The Gran Torino was an American sports car manufactured by Ford between 1972 and 1976, a long, low, wide vehicle with an aggressive grille and a large engine. It was a man’s man’s car—handsome without being conspicuous, powerful without being ostentatious. There was a gruffness about it, with a name that came from the Italian city equivalent to Detroit—Turin, or as the locals said, Torino. Today, the Gran Torino is a collector’s item, a relic, a well-crafted reminder of long-gone American automotive dominance.
Clint Eastwood, who you may have heard of, is an American actor who started out in the television western Rawhide exactly 50 years ago. He made his first fistful of dollars in a trilogy of Italian westerns portraying men with fast hands and few words. But his widest popularity came between 1971 and 1976, when he appeared in three films as Dirty Harry, a tough-and-ready cop with an aggressive streak and a large gun. He was the quintessential man’s man—strong-jawed but clean-shaven, with just enough wrinkles left in his suit and etched in his face. Today, he is a celebrated director, too old for action, a well-respected remainder of rapidly-diminishing American cultural dominance.
The comparison is invited because Eastwood’s new film, which feels for all the world like his last in front of the camera, is called Gran Torino. In it, the aged star is Walt Kowalski, a widower, a war veteran, and a psychologically wounded man. His two sons and their families have forgotten him, or try to forget him, or try to put him somewhere where they will be able to forget him. His combat duty was in Korea, the forgotten war, lost between the twin towers of World War II and Vietnam, although Walt is haunted by the atrocities he committed. He is bitter, scathing, deeply racist and desperately lonely. His only comforts are his dog and his mint-condition Gran Torino, which he helped make during his years at a Ford plant.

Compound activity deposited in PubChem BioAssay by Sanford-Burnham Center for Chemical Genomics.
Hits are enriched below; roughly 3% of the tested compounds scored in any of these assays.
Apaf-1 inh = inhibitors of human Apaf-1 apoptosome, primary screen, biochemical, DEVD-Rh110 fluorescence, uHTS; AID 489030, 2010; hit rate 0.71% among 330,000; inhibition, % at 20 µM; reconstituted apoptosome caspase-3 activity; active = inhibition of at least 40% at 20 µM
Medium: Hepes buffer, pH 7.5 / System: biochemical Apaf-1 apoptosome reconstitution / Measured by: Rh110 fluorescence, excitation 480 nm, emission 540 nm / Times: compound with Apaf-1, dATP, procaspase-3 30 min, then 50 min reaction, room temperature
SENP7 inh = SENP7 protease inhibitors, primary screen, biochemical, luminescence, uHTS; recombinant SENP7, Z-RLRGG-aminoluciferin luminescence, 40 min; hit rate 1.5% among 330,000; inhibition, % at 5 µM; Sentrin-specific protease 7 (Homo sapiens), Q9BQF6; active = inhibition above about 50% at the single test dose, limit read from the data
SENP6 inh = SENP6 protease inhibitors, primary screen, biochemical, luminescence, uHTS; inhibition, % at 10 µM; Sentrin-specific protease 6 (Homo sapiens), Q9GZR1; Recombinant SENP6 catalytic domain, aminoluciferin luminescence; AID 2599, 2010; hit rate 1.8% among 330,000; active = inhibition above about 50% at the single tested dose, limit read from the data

Oh, one last thing. He lives on a street filled with second-generation Hmong immigrants from Southeast Asia.
What follows is both simple and complicated. It is yet another retread of white guilt: Walt, and Eastwood, standing in for middle-class middle America, must come to terms with past and current sins of prejudice and discrimination. In the fifties, Hollywood made what are known as problem pictures, which dealt with “the Negro problem”. Gran Torino, on one level, is just an updated problem picture, with ethnic substitution.
But after a half-century in the business, Clint Eastwood knows how to make a movie. And he is still a captivating screen presence, even though his smooth voice is almost vanished. Through his performance and his camera, we see an unflinching portrait of a man trying to make the right choices with the wrong tools. It is hard not to view Kowalski as the logical extension of Harry Callahan, as a commentary on the costs of false invincibility and stubborn self-reliance.
Eastwood has stripped his screen persona to its core—once again, with few words to say, but without any weapons to hold, in hands that have lost their dexterity and speed. What is left is a journey that stretches from the past to the present, from Korea to Michigan, from Rawhide to Unforgiven, a journey that ends in Gran Torino. Go take it for a spin.
Gran Torino (2008)
Directed by Clint Eastwood.
With Clint Eastwood, Bee Vang, Ahney Her.
116 minutes. Drama.